---Injustice--- Then & Now Audrey Cockrell

Injustice of any kind can happen to any person.

"Injustice anywhere is a threat to justice everywhere."

Martin Luther King Jr.

Minister and Civil Rights Speaker

"Of Mice and Men"

"'Funny,' said George. 'I used to have a hell of a lot of fun with 'im. Used to play jokes on 'im 'cause he was too dumb to take care of 'imself. But he was too dumb even to know he had a joke played on him.'" (Steinbeck, 40)

This conversation of how George used to treat Lennie is Steinbeck's way of showing how people who had a disability were treated. Lennie was mentally disabled and therefore taken advantage of. People with disabilities were often seen as "below" other people. Because they were seen as subhuman, people did not treat them as equals. Such as when George tells Slim this story of how he treated Lennie unfairly and made fun of him. If Lennie did not have a disability George most likely would not have made fun of him.

"'Well I can't stand him in here,' said Carlson. 'That stink hangs around even after he's gone.' He walked over with his heavy-legged stride and looked down at the dog. 'Got no teeth,' he said. 'He's all stiff with rheumatism. He ain't no good to you, Candy.'" (Steinbeck, 44)

This description of Candy's dog by Carlson is Steinbeck's way of showing how people felt those with disabilities were not any good. Candy persisted that his dog was still good and he could just keep taking care of him until the dog passed away. However, Carlson persisted until he finally got his way. There were some who believed the "unwanted" were acceptable and could be taken care of. All to often, their opinions were over thrown or left in the shadows by those who wanted to get rid of the "unwanted". If Candy's dog was a strong healthy dog, like the one Carlson thought of as a good dog, he would not have been cast out and put down.

"There may be times when we are powerless to prevent injustice, but there must never be a time we fail to protest."

Elie Wiesel

Writer and Holocaust Survivor


"'This Little Frog should not be going to school. He can work; he can do marvelous things with his hands, but he cannot learn to do the simple little things of school. He is not crazy; he is one of those whom God has not quite finished.'" (Steinbeck, 4)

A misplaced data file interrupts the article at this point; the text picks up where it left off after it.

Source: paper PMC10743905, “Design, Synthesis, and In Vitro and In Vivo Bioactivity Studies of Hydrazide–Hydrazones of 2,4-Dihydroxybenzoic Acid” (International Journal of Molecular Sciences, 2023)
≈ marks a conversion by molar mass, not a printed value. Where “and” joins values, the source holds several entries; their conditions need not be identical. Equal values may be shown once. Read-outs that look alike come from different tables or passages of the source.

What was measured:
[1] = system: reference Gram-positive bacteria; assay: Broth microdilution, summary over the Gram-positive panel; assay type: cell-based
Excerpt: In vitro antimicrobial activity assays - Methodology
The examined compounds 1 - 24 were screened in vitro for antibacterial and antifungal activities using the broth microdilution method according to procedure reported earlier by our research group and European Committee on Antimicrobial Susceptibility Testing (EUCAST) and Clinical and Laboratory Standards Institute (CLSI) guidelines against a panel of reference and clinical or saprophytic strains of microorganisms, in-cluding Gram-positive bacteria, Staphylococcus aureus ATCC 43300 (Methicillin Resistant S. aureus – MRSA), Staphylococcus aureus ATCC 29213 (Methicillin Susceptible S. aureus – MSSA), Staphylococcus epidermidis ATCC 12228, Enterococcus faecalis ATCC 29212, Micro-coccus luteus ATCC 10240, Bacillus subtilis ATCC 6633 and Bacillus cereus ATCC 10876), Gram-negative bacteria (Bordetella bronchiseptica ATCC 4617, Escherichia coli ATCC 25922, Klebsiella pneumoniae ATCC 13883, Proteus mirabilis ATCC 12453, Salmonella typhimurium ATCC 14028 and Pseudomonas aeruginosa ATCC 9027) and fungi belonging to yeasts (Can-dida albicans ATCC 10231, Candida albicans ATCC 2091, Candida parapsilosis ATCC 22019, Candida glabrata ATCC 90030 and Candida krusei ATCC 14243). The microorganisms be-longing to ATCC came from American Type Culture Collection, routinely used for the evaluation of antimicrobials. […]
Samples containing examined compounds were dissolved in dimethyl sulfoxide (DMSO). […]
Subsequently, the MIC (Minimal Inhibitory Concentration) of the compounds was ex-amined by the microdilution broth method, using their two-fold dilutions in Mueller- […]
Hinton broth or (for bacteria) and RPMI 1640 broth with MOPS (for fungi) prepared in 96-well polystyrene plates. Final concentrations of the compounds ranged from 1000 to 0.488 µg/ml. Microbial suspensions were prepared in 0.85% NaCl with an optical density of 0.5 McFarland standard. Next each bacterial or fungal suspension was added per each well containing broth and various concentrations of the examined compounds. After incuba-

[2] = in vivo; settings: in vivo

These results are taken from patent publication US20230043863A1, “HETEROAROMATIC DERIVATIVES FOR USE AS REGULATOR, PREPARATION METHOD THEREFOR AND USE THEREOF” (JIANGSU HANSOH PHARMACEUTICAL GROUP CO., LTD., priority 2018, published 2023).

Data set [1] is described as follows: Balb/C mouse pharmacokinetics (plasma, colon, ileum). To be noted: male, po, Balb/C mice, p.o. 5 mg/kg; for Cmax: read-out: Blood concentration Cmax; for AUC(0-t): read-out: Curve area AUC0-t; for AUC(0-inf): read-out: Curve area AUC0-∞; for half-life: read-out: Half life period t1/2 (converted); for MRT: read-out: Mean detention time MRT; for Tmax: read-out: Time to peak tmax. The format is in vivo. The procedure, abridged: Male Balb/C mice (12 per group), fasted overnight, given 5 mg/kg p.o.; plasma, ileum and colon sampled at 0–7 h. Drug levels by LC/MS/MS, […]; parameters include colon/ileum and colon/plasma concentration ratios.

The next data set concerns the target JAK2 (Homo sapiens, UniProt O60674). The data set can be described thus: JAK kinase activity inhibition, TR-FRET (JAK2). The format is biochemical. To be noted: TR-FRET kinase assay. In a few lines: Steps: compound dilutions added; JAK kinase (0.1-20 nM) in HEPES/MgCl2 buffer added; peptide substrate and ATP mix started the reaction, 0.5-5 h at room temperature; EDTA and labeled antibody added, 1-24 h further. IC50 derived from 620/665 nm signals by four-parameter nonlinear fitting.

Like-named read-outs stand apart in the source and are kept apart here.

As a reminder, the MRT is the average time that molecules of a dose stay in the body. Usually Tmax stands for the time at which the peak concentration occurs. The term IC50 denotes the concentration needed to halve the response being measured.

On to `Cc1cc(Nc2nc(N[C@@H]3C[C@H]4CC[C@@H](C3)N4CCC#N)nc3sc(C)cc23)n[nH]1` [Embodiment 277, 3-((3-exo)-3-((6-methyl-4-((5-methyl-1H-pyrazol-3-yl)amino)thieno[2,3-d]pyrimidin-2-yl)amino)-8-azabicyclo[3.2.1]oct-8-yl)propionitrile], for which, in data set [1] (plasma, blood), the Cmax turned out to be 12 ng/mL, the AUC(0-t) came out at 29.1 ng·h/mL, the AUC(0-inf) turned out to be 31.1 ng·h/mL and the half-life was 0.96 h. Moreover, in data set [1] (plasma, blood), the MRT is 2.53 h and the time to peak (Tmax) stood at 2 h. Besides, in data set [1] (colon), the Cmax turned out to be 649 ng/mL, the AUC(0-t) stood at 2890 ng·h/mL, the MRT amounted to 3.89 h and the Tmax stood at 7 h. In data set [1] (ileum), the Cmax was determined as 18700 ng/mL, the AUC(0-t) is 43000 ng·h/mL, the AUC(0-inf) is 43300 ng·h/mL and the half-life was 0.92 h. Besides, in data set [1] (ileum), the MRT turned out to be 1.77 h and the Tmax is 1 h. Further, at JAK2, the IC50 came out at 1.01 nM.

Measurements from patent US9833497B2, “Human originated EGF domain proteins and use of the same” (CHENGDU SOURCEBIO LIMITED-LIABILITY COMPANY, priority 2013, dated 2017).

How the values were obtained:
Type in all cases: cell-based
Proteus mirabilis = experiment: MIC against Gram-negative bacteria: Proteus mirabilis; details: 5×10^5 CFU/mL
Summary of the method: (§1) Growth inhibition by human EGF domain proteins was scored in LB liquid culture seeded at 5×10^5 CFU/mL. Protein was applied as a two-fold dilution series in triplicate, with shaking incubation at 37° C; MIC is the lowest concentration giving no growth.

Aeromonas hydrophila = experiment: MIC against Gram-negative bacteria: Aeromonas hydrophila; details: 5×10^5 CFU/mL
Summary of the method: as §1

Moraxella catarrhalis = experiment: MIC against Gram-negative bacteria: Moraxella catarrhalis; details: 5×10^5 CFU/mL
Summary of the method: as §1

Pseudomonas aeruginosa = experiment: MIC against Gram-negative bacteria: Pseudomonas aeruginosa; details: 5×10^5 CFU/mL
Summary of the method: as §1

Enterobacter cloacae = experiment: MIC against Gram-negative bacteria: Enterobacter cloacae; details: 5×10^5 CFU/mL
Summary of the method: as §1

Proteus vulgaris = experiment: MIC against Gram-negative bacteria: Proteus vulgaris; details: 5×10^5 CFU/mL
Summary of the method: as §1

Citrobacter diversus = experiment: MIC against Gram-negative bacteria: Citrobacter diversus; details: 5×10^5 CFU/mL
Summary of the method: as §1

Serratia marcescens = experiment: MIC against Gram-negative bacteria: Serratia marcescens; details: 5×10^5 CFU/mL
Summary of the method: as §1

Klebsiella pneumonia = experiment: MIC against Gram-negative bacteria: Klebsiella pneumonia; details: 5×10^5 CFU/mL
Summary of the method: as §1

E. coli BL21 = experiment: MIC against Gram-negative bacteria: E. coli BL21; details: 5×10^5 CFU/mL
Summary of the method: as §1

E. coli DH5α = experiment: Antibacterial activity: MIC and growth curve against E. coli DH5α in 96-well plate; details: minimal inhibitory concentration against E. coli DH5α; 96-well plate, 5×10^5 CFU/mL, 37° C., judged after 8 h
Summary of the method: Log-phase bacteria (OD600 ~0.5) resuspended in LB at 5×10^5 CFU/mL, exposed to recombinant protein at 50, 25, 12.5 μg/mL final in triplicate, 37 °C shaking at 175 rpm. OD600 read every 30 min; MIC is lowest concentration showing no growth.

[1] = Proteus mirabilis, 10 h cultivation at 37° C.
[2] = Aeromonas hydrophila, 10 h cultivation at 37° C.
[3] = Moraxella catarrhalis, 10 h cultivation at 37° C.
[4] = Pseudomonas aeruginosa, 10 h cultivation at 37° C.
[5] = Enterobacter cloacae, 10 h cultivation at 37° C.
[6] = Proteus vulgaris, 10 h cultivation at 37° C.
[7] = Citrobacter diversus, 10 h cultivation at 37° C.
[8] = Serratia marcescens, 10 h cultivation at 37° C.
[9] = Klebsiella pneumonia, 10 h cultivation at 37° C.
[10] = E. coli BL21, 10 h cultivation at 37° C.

Tularicetio in school and life is Steinbeck's way of showing how "abnormal" people were often seen as incomplete so they were not allowed the same privileges. He could not understand as most students could so the teacher said he did not belong in school. She also believed he was just not fully finished by God. People who were "abnormal" were seen as uncompleted and did not belong. If they were a slow learner they were often given up on or no one ever tried to help them. Therefore, they were considered not human cause they did not learn the same. If he had learned like a "normal" person then she would not have felt he did not belong.

"It was seriously doubted that a teacher so young and so pretty could keep any order in a school." (Steinbeck, 4-5)

This description of the school teacher by the towns folk is Steinbeck's way of showing that the appearance of women often led to being underestimated by men and even other women. Here the towns folk claimed that she was too pretty to handle a classroom. Later on in the story she proves them wrong. Often women were underestimated when stepping "outside the normal", taking care of the house and taking care of the family. They were told they could not handle the task and were shot down. Often that only made them more determined to prove others wrong.

"Find out just what any people will quietly submit to and you have the exact measure of the injustice and wrong which will be imposed on them."

Frederick Douglass

African American Orator and Social Reformer

"The Chrysanthemums"

"'I wish you'd work out in the orchard and raise some apples that big.' Her eyes sharpened. 'Maybe I could do it, too. I've a gift with things, all right. My mother had it. She could stick anything in the ground and make it grow. She said it was having planters' hands that knew how to do it.' 'Well, it sure works with flowers,' he said." (Steinbeck, 2)

Elisa's conversation between her and her husband is Steinbeck's way of showing how women were not seen as equals but as below men. Elisa was talking to her husband about her flowers when he says that he wish she could grow apples that big. Elisa says she could. He dismissed the fact that she had said she could do it. He believed it was not a woman's place so she should not be encouraged on such ideas. This shows how women were not allowed to be seen doing or thinking the same way as men. Back then when a woman wanted to do something like a man they were shot down. They did not want women thinking they could be as good as men, when men thought they clearly were not. However, if he had been talking to a man they first of all would not have been in a garden, a "woman's" place. Second of all he would have been encouraging that man to help grow out in the fields, instead of discouraging him.